The Presbyterian Church of Ghana (PCG), has condemned the Ayawaso West Wuogon violence that nearly disrupted the January 16, 2019 by-election and called for investigations to bring the alleged perpetrators to justice.
“We are therefore as a matter of urgency calling on the security agencies to investigate the incident and make their findings public for everybody to know what actually transpired on the day and all those found to have taken part in the violence dealt with according to the laws of the land,” a statement issued in Accra stated.
It said the PCG as one of the biggest denominations in the country would not sit unconcerned and not comment on such an unfortunate situation. “We are therefore adding our voice to the number of condemnations from institutions and individuals.”
The PCG statement signed on behalf of the Moderator, Rt Rev Prof Joseph Obiri Yeboah Mante said if the matter was not investigated and suspects brought to book, these violent attacks during by-elections in Ghana would be replicated one day during general elections.
“We as a church believe that the 2020 general elections is less than 24 months away and if such violence was left uninvestigated and alleged perpetrators escape justice, such acts of indiscipline will serve as a licence for those who have the intent of institutionalising violence in Ghana’s electoral and democratic processes.”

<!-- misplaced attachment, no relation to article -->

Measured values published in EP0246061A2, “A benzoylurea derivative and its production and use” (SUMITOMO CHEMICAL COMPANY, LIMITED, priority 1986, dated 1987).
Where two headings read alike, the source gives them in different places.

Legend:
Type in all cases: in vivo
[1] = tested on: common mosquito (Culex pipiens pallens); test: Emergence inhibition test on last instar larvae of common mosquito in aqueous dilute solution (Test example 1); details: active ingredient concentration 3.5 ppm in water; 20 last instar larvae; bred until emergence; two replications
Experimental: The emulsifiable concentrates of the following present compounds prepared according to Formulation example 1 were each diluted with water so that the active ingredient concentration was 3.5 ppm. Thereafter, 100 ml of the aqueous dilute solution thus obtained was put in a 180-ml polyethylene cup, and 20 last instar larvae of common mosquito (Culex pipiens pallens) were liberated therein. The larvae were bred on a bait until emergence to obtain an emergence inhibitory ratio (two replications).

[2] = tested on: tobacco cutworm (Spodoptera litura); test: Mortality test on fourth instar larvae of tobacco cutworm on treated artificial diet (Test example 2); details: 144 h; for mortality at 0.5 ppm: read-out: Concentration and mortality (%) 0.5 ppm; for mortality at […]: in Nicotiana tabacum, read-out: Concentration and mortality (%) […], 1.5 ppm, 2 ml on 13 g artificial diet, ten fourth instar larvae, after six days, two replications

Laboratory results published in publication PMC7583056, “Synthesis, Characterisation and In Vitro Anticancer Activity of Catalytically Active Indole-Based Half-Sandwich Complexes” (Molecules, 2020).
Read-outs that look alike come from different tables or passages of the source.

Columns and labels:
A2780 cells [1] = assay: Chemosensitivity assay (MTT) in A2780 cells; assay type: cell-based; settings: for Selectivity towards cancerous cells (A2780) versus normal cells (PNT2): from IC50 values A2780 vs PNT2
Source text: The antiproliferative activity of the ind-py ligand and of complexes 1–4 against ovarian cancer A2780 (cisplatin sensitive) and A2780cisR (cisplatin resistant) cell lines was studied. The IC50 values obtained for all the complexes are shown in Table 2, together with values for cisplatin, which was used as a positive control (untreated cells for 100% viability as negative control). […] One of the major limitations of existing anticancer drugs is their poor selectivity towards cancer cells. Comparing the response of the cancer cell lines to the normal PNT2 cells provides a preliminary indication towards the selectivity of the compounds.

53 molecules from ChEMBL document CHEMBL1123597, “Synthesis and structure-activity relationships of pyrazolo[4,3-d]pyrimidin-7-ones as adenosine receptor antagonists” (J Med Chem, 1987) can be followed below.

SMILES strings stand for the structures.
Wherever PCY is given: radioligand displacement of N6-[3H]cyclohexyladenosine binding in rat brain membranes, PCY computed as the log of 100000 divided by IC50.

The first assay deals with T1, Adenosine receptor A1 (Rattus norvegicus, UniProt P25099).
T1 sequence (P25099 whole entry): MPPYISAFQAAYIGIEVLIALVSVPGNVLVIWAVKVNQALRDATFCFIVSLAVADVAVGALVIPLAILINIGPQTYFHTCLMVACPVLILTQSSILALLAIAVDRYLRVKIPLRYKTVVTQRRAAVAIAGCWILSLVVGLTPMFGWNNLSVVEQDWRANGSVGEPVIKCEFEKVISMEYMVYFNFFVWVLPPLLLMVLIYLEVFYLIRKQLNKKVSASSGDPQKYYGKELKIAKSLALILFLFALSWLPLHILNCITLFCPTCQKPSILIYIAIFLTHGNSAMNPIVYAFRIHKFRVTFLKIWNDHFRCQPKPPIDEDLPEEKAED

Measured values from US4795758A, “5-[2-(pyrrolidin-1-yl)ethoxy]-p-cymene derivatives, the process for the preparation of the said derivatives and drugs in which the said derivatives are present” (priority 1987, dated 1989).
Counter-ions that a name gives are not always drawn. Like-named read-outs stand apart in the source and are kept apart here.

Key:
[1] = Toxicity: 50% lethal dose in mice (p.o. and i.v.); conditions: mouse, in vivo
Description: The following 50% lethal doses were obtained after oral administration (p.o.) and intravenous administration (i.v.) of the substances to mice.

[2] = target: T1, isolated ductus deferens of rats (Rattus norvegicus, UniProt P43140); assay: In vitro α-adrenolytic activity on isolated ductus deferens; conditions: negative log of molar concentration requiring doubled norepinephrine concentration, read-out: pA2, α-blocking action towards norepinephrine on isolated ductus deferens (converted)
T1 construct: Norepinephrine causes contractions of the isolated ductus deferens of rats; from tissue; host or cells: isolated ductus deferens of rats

The church said it was of the belief that reports of incidence of violence with sporadic firing of gunshots and attacks with machetes during the conduct of polls, resulting in the hospitalisation of victims and destruction of vehicles, was unacceptable and raise serious concerns about the ease and impunity with which violence is unleashed during elections in Ghana.
“We as a church believe that all these incidents of violence during polls in Ghana continue to happen because those engaged in such acts are left unpunished,” the statement noted.
For over 25 years, it noted that Ghana has progressively entrenched democracy while maintaining relative peace and stability. It has gone through seven consecutive elections without large-scale violence and three peaceful changes of power between its two main parties – the New Patriotic Party (NPP) and the National Democratic Congress (NDC).
Yet, it said both the NDC and the NPP, whether in opposition or in government, increasingly rely on vigilante groups to provide security for their campaigns and ensure electoral victory.
In conclusion, PCG said it was of the opinion that if political vigilantism in the country was not checked, “one day we will all live to regret their institution”.